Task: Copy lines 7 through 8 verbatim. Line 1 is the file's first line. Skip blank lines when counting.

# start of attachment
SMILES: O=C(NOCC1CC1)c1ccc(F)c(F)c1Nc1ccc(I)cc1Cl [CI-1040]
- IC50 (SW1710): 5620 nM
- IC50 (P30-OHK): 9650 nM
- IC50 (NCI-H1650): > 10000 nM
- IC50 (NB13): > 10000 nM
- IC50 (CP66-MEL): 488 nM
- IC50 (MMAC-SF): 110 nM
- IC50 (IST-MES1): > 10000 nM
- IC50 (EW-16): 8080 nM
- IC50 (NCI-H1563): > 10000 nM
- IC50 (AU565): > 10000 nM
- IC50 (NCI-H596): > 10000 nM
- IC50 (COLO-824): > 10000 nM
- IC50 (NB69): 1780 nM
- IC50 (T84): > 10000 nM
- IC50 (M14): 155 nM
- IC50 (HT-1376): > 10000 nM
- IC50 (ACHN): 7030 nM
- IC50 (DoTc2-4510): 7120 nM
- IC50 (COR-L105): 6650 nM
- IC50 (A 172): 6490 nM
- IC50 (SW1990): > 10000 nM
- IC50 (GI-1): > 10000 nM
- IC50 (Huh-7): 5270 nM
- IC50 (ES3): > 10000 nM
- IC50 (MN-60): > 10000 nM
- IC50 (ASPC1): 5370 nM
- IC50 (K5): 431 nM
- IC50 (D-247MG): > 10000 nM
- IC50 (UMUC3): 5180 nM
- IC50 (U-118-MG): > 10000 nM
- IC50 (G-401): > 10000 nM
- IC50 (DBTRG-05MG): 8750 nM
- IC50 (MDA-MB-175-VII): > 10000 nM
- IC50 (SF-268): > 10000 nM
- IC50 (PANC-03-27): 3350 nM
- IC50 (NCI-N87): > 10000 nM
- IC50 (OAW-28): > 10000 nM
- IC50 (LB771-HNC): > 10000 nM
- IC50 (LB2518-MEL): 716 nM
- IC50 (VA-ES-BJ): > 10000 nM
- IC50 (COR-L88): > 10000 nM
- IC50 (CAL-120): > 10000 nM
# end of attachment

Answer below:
- IC50 (MMAC-SF): 110 nM
- IC50 (IST-MES1): > 10000 nM